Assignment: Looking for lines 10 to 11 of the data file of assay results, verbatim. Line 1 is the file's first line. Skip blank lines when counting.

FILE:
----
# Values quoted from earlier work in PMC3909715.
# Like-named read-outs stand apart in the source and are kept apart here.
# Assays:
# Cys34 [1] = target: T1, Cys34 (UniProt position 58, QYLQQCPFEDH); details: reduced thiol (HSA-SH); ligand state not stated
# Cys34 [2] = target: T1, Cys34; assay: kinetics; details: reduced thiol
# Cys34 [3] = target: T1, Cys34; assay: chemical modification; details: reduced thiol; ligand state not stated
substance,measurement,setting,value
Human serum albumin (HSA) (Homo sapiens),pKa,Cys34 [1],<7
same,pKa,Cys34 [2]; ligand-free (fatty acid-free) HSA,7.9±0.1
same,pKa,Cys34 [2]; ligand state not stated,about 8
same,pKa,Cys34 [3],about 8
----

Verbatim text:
same,pKa,Cys34 [2]; ligand state not stated,about 8
same,pKa,Cys34 [3],about 8